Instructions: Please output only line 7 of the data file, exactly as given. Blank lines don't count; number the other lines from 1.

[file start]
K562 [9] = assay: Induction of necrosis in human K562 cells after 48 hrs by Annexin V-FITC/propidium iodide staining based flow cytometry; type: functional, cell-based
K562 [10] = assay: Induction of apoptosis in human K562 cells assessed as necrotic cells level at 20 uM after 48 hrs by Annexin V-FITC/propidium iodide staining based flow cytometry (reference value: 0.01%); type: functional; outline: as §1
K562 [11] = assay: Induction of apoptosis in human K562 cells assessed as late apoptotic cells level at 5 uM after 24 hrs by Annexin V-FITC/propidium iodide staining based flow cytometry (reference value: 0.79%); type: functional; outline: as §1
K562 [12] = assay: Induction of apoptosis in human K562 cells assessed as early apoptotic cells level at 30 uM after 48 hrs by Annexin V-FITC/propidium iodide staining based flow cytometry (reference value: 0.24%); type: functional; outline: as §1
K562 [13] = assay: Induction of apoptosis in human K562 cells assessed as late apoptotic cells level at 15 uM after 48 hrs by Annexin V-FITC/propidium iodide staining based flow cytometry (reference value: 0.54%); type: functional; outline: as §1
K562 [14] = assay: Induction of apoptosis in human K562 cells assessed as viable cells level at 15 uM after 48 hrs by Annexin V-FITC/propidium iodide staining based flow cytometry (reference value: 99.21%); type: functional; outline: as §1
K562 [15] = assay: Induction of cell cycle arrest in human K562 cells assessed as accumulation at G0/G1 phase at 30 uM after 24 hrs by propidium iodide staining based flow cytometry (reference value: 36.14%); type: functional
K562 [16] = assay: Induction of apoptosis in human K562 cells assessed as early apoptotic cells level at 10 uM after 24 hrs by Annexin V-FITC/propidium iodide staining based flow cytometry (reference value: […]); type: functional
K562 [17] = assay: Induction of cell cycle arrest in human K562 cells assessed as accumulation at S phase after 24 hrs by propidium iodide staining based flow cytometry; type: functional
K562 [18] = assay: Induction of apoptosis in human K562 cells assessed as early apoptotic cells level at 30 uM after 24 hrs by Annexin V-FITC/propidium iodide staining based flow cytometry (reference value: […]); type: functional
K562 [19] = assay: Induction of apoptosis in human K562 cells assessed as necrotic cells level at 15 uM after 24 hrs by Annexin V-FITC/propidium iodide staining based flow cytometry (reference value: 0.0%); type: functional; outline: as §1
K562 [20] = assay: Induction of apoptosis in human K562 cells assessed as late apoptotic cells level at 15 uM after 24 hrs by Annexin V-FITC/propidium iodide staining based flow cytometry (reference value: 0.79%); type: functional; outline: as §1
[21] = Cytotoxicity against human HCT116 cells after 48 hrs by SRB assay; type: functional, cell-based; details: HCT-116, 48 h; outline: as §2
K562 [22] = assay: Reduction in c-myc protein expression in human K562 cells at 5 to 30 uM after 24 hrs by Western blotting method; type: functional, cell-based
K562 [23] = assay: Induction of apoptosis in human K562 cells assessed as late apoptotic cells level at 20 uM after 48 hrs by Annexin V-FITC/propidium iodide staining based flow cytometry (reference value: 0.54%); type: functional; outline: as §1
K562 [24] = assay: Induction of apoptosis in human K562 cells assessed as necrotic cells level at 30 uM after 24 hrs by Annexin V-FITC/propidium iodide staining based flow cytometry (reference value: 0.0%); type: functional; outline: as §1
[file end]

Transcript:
K562 [15] = assay: Induction of cell cycle arrest in human K562 cells assessed as accumulation at G0/G1 phase at 30 uM after 24 hrs by propidium iodide staining based flow cytometry (reference value: 36.14%); type: functional